Shady web design

3 Common Bits of Shadiness in Web Design

5 min read

Like any industry, there are some common misconceptions, misrepresentations, or straight up ethical dilemmas that happen all too often. Part of why they occur is that those they happen to aren’t aware they’re happening, or perhaps that they don’t understand why something happening even is ethically shaky.

Ok, enough dancing around it. There are some common practices in web design that are downright shady, and here are 3 of them.

Working With Multiple Clients In The Same Industry… In The Same Location

This one probably seems super obvious, yet, it prevails. Just the other day I overheard the following as part of an actual pitch from a web and SEO agency to a local painter:

“We work with 3 other painters in your area, and we’re looking for 10. Why? Because there are 10 spots on the front page of Google.”

Sigh. The first thing that’s wrong here is the degree of hubris to assume that YOU, as an agency, are so supreme at SEO that naturally all 10 slots of Google’s front page for a given keyword would conveniently go to all 10 of your clients. No matter how good you are there are other good web developers and SEOs out there competing for the same words, so it’s very rare that you take up all of the front page.

Secondly, it’s rather unethical to be working ongoingly with a handful of businesses that compete with each other directly. Why?

  1. There can be only one #1. That’s the ultimate goal in SEO, and if you work with multiple businesses vying for top rankings for the same keywords it means that inevitably only one of your clients will truly get their money’s worth, while the rest of them sit behind.
  2. Suppose you did work with 10 clients and all 10 ranked respectively 1-10 on the first page of Google. Why should #10 pay the same SEO fee as #1? And even if they don’t, you’re now giving a strange preferential, monopoly-like treatment to some while alienating others.
  3. When you come up with a great strategy, which customer do you give it to? Whomever doesn’t receive it is getting sandbagged, and if you give it to multiple customers they’re not getting the exclusivity of your creative skills that they’re paying for. The whole point of marketing is to craft a unique message; how can it be unique when it’s being shared?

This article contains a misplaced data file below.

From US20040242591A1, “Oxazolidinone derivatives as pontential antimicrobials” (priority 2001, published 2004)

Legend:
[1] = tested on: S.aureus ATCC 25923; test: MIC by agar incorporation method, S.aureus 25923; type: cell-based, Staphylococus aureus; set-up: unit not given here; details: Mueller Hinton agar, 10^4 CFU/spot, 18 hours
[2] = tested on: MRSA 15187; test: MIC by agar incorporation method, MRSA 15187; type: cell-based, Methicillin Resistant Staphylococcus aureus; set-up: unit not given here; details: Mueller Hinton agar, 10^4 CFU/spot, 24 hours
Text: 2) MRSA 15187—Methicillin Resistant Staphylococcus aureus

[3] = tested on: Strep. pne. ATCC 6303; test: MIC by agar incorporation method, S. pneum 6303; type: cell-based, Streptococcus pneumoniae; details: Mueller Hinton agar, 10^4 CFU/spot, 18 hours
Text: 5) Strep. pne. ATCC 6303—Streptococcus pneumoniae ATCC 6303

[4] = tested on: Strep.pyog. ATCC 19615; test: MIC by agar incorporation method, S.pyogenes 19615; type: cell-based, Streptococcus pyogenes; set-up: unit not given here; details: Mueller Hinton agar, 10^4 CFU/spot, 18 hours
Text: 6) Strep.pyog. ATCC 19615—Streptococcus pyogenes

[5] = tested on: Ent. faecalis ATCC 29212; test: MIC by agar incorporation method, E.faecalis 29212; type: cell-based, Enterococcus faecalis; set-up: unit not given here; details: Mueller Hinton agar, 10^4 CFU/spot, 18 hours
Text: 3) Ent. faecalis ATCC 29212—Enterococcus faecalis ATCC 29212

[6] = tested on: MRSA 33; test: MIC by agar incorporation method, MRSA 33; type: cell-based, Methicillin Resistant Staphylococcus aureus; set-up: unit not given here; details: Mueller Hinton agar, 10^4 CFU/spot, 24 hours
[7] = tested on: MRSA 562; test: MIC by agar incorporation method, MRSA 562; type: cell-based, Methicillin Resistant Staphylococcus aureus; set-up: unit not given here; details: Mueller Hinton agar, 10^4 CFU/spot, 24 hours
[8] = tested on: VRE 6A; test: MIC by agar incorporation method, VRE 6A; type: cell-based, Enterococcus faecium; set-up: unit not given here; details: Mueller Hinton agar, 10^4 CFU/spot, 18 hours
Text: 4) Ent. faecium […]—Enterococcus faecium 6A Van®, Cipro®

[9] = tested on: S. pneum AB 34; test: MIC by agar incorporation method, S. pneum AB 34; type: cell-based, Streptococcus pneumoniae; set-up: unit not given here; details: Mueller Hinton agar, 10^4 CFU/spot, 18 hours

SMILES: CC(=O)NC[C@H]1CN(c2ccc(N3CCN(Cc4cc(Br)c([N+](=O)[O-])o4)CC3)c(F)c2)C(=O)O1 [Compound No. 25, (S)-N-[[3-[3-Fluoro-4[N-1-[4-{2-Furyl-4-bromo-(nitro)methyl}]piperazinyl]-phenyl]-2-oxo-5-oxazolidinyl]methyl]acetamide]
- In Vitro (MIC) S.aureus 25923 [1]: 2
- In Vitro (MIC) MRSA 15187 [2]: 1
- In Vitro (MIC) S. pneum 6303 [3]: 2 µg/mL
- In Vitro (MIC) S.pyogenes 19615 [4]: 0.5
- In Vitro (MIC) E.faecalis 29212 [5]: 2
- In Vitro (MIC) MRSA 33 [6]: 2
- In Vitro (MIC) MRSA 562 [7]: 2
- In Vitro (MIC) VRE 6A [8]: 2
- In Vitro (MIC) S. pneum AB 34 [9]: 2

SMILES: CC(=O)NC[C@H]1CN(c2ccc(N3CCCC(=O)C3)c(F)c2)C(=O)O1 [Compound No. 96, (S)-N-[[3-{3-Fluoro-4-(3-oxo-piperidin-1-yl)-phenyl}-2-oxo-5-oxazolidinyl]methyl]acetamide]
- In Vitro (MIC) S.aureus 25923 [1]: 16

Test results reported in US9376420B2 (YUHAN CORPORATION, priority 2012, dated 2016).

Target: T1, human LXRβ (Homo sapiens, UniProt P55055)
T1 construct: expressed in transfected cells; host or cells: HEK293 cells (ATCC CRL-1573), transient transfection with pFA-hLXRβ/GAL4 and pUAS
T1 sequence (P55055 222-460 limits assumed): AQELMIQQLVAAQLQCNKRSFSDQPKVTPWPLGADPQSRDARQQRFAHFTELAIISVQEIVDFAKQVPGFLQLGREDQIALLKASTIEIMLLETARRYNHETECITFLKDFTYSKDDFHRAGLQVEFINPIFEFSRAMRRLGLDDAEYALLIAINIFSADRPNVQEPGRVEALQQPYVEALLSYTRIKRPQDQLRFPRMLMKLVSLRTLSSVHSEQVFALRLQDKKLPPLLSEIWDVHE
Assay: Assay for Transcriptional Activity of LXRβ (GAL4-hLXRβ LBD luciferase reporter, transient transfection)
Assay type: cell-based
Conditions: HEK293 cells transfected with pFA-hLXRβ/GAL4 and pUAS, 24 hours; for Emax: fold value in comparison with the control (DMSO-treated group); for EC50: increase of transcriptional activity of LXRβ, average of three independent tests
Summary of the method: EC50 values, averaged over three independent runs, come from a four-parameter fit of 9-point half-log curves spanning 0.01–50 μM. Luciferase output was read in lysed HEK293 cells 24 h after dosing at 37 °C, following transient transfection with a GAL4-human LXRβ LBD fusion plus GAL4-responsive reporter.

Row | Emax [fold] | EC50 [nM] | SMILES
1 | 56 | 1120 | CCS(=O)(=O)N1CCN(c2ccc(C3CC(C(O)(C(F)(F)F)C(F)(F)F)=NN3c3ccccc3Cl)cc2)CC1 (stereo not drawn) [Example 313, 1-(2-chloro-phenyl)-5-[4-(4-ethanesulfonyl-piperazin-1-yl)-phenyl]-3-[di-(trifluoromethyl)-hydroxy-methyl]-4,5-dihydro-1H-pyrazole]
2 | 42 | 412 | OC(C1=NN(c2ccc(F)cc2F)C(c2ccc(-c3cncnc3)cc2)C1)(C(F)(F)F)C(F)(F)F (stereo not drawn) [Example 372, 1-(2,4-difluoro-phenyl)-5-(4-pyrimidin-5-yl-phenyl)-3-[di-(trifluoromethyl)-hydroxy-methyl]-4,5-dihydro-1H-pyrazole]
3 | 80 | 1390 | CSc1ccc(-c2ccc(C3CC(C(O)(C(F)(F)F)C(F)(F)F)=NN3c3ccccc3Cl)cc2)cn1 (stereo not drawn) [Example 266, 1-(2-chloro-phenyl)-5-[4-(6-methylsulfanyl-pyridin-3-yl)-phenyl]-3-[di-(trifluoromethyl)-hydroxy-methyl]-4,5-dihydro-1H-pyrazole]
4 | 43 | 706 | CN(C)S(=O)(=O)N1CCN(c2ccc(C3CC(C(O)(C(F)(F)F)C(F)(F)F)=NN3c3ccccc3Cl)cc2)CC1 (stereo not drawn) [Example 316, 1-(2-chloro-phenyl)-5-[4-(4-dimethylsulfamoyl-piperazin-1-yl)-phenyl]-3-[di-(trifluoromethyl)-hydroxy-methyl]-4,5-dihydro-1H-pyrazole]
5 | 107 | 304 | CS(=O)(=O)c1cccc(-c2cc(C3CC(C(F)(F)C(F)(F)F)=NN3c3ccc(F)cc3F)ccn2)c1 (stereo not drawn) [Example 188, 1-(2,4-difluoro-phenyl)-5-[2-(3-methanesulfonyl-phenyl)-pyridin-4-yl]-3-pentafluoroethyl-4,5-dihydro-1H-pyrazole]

4. Generally marketing contracts include non-disclosures about their company strategies, culture, and processes. You can try to keep them separate, but it’s only human when you’re juggling several to bleed some concepts into others, or take what you know about one and use it for another. (Or mention to a coworker about work you’re doing, which they may use for their clients that compete.)

Charging Big Prices Just Because You Take A Long Time To Build A Site

If it takes 3+ months because there were a lot of custom pieces that required hand coding and meticulous implementation, fine. Maybe like an extensive membership area on the back end, or a large e-commerce store.

But more often than not, a web designer ends up taking 2-3 months building a typical WordPress business site because they’re using outdated or inefficient tools, or deliberating far too long on inconsequential things (or simply lazy).

Why should the customer have to pay for that? If the end result is essentially the same as a website built in under a month by someone who is on it, using tools that allow a smart end result in less time, which is better?

Having worked at several agencies over the years, I saw a lot of this. It becomes an industry standard for a website to take 2-4 months to complete, so a developer will essentially power through some stuff in the course of a week, and move onto other projects for a month and a half. The only reason it took 3 months is that they essentially took a 2 month vacation in between tasks, and the customer has to wait around for it.

Given that these “bigger” projects often cost $5000-10,000, you’d think the customer would be a little more of a priority than that.

Building A Website That Is Pretty… and That’s It

Sharp-looking is important, for sure. You can’t prevail online with how competitive search marketing is if your site design amounts to a “me too” website. However, it equally can’t stop there.

Any developer worth their salt these days knows that that a certain fundamental level of strategy and SEO has to come into play in a website launch. Otherwise, it’s likely to end up another one of those sites that looks nice and feels nice, but never makes the phone ring.

Just earlier this week I was reviewing a site for suggestions. All was going well while I was wearing the design hat.

But once I looked at the code and wore the SEO hat, I immediately noticed that the front page didn’t have an <h1> tag. For those who don’t know what that is, suffice it to say that it’s so basic on the list of things a page needs that not having it, and not having it on the front page, is ridiculous. The front page is the most important page on the site in most cases, and (in this case) it’s lacking a basic component of ranking on Google.

Even a web designer that says, “I don’t do SEO,” should know that.

That developer either doesn’t understand how important that is —which is a skills issue customers would cringe at if they realized — or they don’t care. Neither is good.

Ask for samples, and look at the agency’s own site. Don’t settle for that “shoe cobbler’s” adage. A marketing agency that is serious and competent has their own messaging under control, even if they’re busy. Especially if they’re busy.

(If you’re curious about the <h1> thing, simply right click on a page and select “view page source”, then use the CTRL+F command to search for “h1”. If it comes back saying it found 0 results, bingo. Also, if it comes back saying it found several things, less bad but also not good. There must be one, but there should only be one.)